» 1998 NFL Draft


Ryan Leaf -- 1998 (No. 2)
The Chargers started well in Leaf's first two games, as the team went 2-0 despite some erratic play from the rookie. But the wheels came off the bus in Week 3 when he went just 1 for 15 passing for four yards and two interceptions in one of the most humiliating losses in club history. Leaf made things worse for himself later in the year when he screamed "knock it off" to a reporter who covered the team, and had to be restrained by Seau. Leaf threw just two touchdowns and 15 interceptions in his rookie season and was replaced by Craig Whelihan.
» 1998 NFL Draft


Ryan Leaf -- 1998 (No. 2)
Leaf got hurt minutes into the Chargers' 1999 training camp and was forced to have surgery to repair a torn labrum, which knocked him out for the entire year. Still, Leaf garnered headlines after he was fined for having a screaming match with general manager Bobby Beathard. He was fined, suspended and later issued an insincere apology. Then he was caught on videotape playing flag football in a San Diego park. No word on how many interceptions he threw in that game.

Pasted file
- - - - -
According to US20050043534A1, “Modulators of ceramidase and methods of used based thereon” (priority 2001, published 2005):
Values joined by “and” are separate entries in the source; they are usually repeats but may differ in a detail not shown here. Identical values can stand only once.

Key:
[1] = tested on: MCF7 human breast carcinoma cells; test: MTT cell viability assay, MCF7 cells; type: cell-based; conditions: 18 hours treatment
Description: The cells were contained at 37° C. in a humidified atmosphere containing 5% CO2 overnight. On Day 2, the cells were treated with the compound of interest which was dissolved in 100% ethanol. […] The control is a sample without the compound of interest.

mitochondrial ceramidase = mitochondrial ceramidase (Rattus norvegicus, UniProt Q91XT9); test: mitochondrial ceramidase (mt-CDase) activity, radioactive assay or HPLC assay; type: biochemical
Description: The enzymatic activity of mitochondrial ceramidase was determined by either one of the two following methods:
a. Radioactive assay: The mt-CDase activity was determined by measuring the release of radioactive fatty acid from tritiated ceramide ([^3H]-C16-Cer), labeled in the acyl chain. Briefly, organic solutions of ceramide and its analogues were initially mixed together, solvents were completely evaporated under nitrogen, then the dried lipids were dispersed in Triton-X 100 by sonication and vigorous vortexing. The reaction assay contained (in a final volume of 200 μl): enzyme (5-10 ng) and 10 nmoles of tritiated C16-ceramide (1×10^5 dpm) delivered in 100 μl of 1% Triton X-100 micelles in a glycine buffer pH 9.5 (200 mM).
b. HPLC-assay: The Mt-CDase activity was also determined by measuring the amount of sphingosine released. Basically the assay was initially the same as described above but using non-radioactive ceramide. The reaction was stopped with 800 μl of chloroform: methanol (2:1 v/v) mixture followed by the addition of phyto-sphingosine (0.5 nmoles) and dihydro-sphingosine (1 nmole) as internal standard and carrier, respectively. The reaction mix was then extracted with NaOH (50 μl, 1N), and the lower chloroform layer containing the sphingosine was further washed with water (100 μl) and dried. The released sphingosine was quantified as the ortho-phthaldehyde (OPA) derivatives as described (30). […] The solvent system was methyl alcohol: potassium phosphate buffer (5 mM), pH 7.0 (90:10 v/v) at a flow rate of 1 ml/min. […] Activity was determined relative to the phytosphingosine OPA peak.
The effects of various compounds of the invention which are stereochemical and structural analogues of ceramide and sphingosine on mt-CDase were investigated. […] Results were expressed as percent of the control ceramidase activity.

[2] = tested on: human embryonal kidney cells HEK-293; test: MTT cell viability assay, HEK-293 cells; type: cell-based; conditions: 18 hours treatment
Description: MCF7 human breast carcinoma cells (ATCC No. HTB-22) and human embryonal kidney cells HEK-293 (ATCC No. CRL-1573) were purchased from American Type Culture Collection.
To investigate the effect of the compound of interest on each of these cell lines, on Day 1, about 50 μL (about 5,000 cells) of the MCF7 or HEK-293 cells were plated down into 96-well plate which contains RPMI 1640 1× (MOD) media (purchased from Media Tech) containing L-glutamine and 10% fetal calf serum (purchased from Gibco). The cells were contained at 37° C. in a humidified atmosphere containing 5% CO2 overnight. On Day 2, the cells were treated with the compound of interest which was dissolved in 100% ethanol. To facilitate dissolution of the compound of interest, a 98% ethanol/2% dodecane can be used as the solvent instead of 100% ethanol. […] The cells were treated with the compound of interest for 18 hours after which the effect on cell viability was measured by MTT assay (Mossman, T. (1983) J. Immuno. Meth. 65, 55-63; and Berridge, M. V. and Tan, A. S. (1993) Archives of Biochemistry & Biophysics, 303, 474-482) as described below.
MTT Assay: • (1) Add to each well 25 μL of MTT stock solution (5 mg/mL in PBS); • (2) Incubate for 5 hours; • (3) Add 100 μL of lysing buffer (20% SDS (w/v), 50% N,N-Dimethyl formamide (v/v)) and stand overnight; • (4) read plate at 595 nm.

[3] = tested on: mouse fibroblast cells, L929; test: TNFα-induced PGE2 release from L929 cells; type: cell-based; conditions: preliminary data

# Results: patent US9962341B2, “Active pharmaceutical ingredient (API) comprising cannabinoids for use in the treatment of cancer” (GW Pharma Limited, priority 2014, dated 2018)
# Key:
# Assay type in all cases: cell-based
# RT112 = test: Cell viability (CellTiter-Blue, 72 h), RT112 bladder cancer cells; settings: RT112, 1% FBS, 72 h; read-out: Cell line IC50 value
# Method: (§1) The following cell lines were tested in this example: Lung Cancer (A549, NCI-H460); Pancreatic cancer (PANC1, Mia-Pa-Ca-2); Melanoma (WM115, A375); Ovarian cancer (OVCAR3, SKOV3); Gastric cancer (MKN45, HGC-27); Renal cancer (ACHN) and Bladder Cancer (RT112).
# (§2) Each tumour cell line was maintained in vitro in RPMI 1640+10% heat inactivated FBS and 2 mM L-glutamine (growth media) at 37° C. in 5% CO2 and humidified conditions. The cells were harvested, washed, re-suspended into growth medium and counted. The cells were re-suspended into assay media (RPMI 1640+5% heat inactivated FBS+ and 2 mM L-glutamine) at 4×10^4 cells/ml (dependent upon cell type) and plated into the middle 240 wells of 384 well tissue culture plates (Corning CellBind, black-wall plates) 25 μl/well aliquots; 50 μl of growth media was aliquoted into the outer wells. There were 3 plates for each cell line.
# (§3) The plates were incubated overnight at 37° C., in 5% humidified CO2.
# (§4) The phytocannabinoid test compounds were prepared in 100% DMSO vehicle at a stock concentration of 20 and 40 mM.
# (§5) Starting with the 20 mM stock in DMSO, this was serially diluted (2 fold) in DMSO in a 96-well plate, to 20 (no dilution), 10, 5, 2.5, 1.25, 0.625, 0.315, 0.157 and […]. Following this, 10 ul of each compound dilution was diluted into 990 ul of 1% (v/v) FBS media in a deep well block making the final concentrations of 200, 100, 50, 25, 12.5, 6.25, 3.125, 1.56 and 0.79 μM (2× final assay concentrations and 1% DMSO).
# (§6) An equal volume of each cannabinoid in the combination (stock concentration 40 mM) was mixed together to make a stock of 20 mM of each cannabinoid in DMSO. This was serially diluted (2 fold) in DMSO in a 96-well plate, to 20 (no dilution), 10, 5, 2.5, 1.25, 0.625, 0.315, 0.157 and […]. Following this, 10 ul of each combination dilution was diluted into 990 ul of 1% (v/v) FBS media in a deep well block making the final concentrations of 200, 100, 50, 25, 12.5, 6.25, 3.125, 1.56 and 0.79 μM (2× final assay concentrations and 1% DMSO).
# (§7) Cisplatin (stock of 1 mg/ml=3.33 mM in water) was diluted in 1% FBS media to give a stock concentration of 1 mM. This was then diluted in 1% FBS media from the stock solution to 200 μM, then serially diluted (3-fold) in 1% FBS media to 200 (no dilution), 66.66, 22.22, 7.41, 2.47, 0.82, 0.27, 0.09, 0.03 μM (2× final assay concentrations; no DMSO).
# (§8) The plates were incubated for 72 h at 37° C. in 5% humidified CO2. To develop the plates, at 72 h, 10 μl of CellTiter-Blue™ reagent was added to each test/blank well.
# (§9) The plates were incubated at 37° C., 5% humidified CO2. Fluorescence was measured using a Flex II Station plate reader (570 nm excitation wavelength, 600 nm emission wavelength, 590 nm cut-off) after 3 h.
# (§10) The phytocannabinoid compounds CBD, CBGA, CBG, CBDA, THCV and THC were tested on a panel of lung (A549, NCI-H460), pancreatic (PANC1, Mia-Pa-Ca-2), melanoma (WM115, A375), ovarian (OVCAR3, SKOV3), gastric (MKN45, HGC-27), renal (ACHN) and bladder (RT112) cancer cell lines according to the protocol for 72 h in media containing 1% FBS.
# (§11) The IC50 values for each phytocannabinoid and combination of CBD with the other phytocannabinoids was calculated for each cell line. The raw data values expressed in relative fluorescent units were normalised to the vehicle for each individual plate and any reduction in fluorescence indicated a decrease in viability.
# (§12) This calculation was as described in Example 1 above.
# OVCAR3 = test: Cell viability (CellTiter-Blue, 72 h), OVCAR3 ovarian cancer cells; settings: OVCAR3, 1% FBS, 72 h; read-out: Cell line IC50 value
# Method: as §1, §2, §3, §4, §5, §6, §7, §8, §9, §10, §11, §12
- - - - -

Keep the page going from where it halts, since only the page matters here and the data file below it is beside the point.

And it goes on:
» 1998 NFL Draft


Ryan Leaf -- 1998 (No. 2)
Leaf started just nine games for the Chargers in 2000, but to limited results. Leaf threw 11 touchdowns with 18 interceptions and had a passer rating for 56.2. Leaf wouldn't play for the Chargers again, and surfaced briefly for the Cowboys in 2001. But the stigma of Leaf continues to haunt the Chargers franchise, long after he threw his final interception for the team. For the record, it should be noted the Chargers would have likely blown it with Andre Wadsworth anyway in the 1998 draft, but still.
» 1998 NFL Draft


Craig Davis -- 2007 (No. 30), Rogers Beckett -- 2000 (No. 43), Sammy Davis -- 2003 (No. 30), Stanley Richard -- 1991 (No. 9), Mossy Cade -- 1984 (No. 6)
All right, my editor wasn't thrilled with my repeated Ryan Leaf mentions (Ed. note: Five times is enough). But it was apt, right? Craig "Buster" Davis should take solace in the fact he might not be the worst Buster Davis ever. Beckett played just three seasons for the Chargers. Same for Sammy Davis, who had just three interceptions in three seasons. The "Sheriff," Stanley Richard, played four seasons in San Diego but not quite good enough for the ninth overall selection. Cade ended up playing in the USFL and flamed out in a brief NFL career.
» 2007 NFL Draft | 2000 NFL Draft | 2003 NFL Draft | 1991 NFL Draft | 1984 NFL Draft

Follow Adam Rank on Twitter @adamrank.